It’s essential, however, not to compare the mayhem of virtual teaching during the pandemic months to how traditional schools will adapt for virtual learning in the fall and beyond. Many districts are spending the summer educating their staff on best practices for virtual teaching. Any virtual teaching or hybrid model will be more controlled and less chaotic when back to school starts.

Waiting for district decisions

While some states have advised parents they will be returning to in-classroom education, others are still waiting … and wondering. One mom, Danielle H., has two pre-K sons and a first-grade daughter. She’s using an if-then formula to decide what’s best for fall. “We don’t know [if schools will open] which is a huge source of frustration for me. Schools will reopen when our county hits ‘green’ status, and even now in early June, we are still ‘red,’” she said.

She’s also weighing the pros and cons of online school. The pros include spending increased time with her children and allowing them to have more free time to play or be active outside. The cons include “less socialization” and “an increase in my workload as the primary person in charge of their education, limiting my ability to return to the workforce as planned.” She thinks she can solve that first problem through current friendships her child already has. But working may be tougher. “It will be hard. I may need to hire help,” she said.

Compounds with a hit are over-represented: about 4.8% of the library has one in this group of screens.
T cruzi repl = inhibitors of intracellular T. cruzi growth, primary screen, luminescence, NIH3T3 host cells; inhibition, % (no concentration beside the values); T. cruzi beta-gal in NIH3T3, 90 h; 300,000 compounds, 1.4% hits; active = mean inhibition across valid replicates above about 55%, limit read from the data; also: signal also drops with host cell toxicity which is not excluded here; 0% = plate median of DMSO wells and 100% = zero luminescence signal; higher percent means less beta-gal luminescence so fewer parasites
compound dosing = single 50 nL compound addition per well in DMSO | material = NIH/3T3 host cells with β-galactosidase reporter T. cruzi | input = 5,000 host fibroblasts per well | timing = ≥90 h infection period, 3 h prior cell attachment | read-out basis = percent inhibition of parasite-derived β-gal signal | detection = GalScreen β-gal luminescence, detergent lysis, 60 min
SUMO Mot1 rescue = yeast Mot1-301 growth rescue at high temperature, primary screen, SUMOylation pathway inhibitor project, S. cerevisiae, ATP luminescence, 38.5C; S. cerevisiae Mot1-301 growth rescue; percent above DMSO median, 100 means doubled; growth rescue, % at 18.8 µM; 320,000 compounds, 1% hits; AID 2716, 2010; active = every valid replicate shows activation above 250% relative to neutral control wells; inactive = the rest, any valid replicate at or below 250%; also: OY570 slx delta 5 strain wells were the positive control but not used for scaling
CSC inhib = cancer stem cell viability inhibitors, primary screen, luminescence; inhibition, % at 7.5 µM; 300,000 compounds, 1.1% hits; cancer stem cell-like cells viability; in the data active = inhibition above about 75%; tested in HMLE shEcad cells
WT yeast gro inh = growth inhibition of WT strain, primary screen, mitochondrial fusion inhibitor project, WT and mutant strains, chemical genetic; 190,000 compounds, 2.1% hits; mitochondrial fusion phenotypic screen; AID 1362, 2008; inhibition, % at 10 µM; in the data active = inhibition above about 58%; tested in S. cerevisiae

Avoiding a switch to online mid-semester

Another Pennsylvania mom, Jenna Fletcher, was already considering moving to established online school before the pandemic. She is ready to make the switch this fall as she is concerned with her child’s safety in a classroom setting. “With the probability for lots of disruptions in the next school year in brick and mortar schools, we decided virtual school would be better for her. She has already had lots of disruptions (stillbirth of a brother, colicky baby, pandemic canceling abruptly the rest of her school year and activities) so we only wanted one major adjustment period next year and that will be the adjustment to online school.”

The fact that her in-person district hasn’t made any plans yet has played a huge role in Fletcher’s decision. She has more confidence in established online schools at this point.

“We see virtual education as already being set up to accommodate the climate of COVID-19 and distance learning whereas brick and mortar schools are in crisis mode. I’d rather deal with a well-oiled educational system that’s accustomed to distance learning than one making it up as they go,” she said. However, she’s also concerned with socialization. Her daughter will miss her peers. She also fears balancing her own career with her child at home.

The decision won’t be easy

In the end, the decision isn’t one that should be made lightly. Consider input from the child and former and current teachers. Conduct extensive research. Even consider sitting in on online classes to ensure that school is right for your unique child and situation.

What are your thoughts on returning to in-person or online classes? Are you considering established online school for the fall? Share in the comments below.

Plus, One in Five Teachers Say They Won’t Return to School in the Fall, Poll Reveals.

More Parents are Considering Established Online Schools for the Fall